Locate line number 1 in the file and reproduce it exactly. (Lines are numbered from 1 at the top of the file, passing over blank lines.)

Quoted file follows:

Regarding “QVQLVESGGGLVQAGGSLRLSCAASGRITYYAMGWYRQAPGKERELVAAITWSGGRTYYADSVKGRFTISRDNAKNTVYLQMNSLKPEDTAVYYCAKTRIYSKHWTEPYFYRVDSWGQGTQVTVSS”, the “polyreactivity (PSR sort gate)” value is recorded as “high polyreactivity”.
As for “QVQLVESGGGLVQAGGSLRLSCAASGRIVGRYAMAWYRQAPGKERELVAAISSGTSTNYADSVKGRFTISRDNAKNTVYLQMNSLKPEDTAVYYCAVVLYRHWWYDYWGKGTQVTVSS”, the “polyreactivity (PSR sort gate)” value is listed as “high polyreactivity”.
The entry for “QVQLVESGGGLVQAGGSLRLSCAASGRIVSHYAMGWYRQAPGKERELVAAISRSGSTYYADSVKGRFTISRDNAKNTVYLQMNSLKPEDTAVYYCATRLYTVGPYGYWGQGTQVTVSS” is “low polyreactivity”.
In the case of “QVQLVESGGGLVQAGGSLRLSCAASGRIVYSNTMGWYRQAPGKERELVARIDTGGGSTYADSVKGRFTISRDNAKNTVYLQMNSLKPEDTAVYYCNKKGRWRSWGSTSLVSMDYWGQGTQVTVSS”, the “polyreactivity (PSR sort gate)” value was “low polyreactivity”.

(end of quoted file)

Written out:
Regarding “QVQLVESGGGLVQAGGSLRLSCAASGRITYYAMGWYRQAPGKERELVAAITWSGGRTYYADSVKGRFTISRDNAKNTVYLQMNSLKPEDTAVYYCAKTRIYSKHWTEPYFYRVDSWGQGTQVTVSS”, the “polyreactivity (PSR sort gate)” value is recorded as “high polyreactivity”.